Background

The European Parliament and the European Council reached a provisional agreement last month on a carbon border adjustment mechanism that will oblige importers of covered products into the European Union to pay the difference between the carbon price paid in the country of production and the price of carbon allowances under the EU’s Emissions Trading System. This measure is designed to ensure that EU and global climate efforts are not undermined by production being relocated from the EU to countries with less ambitious policies.

According to a press release from the European Parliament, CBAM will cover iron and steel, cement, aluminum, fertilizers, and electricity, as had been proposed, and is also being extended to hydrogen, indirect emissions under certain conditions, certain precursors, and some downstream products such as screws and bolts and similar articles of iron or steel. The Commission will consider adding other goods at risk of carbon leakage as well, including organic chemicals and polymers, with the goal of including all goods covered by the ETS by 2030.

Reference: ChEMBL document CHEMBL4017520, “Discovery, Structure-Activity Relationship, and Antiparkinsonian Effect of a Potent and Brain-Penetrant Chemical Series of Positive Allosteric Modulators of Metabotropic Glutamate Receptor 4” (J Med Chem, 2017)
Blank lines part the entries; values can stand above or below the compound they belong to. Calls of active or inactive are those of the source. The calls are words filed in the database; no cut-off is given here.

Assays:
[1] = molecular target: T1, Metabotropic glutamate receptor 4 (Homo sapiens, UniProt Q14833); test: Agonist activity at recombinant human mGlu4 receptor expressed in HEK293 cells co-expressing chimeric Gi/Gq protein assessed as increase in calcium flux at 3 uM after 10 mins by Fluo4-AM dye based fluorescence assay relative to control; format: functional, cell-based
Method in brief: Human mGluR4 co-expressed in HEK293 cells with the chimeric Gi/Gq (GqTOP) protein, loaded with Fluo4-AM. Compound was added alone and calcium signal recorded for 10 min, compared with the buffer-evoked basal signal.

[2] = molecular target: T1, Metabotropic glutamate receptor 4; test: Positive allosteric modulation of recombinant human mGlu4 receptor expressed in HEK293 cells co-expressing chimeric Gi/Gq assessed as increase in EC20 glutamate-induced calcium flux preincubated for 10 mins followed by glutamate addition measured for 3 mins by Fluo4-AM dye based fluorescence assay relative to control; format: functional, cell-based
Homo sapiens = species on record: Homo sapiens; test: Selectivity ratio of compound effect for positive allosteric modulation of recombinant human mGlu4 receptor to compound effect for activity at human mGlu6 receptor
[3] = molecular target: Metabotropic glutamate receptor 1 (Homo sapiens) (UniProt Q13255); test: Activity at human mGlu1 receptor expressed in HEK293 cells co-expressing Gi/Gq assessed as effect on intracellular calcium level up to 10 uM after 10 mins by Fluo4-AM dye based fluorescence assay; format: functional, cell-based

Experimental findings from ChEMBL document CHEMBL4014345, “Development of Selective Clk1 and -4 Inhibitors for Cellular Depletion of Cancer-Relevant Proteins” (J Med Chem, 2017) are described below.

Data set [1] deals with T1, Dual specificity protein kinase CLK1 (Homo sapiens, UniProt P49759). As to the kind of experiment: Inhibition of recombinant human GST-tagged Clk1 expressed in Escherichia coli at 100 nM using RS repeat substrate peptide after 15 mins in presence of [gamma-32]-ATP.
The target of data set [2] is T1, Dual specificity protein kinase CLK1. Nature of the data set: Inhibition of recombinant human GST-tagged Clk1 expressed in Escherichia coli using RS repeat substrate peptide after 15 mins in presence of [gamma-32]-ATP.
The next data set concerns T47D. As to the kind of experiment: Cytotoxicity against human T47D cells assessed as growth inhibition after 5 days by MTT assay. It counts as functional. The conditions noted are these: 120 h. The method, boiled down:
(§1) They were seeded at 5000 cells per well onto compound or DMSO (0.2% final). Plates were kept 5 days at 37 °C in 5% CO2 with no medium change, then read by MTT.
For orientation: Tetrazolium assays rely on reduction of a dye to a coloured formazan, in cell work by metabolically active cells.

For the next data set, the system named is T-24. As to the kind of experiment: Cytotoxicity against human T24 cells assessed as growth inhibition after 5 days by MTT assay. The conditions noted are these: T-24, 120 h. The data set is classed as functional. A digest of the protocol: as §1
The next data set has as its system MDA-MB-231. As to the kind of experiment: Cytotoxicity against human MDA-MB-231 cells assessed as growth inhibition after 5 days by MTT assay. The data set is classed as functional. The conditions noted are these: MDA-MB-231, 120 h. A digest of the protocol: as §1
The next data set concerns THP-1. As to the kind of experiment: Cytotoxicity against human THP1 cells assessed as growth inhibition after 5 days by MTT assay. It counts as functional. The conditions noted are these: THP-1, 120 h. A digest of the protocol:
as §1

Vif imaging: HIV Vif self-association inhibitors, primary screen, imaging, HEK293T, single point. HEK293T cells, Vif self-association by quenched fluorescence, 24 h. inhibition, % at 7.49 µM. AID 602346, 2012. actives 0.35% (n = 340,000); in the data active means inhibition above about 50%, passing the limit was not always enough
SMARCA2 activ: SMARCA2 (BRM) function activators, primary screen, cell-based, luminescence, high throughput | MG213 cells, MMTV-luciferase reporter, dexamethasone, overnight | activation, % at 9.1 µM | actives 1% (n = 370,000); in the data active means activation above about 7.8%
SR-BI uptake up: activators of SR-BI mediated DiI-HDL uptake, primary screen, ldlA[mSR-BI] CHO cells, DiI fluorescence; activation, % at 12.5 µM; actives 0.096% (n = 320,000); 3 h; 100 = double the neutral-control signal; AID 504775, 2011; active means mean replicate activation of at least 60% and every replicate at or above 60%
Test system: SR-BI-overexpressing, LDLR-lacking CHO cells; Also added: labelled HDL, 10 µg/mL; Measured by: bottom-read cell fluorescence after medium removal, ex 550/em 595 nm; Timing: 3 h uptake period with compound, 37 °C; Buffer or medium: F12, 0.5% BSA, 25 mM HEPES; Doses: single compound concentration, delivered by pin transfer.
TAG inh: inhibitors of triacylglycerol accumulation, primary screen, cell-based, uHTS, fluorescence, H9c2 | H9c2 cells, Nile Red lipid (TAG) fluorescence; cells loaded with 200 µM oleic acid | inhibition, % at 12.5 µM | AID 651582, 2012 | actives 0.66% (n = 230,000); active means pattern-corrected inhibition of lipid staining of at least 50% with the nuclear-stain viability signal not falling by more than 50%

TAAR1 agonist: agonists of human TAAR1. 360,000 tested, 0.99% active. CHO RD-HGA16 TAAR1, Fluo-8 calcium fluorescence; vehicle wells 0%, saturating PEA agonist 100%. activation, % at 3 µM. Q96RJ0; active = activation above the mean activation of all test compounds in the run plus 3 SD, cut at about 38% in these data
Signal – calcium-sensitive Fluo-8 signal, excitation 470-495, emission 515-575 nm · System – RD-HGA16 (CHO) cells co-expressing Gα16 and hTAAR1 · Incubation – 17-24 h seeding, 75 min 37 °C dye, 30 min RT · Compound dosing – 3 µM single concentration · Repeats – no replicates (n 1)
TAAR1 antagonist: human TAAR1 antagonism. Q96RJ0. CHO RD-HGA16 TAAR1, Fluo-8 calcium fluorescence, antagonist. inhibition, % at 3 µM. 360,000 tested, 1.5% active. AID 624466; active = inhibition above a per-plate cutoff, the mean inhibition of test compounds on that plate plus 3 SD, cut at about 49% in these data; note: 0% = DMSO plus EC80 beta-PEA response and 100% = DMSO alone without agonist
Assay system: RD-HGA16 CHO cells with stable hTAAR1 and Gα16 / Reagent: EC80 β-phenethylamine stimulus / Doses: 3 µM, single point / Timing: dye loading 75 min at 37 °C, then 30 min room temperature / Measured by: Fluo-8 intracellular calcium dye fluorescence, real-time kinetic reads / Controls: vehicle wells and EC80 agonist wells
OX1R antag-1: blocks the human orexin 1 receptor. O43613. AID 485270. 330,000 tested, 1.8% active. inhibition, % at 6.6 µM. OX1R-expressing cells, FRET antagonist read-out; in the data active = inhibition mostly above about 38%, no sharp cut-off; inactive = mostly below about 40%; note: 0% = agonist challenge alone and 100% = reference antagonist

The Council states that the CBAM rules will apply from Oct. 1, 2023, but will have a three-year transition period where importer obligations will initially be limited to reporting. CBAM levies are then expected to be phased in between 2026 and 2034 in conjunction with the phasing out of free allowances under the ETS. In addition, both the Parliament and the Council will have to formally approve the CBAM agreement before it can take effect.

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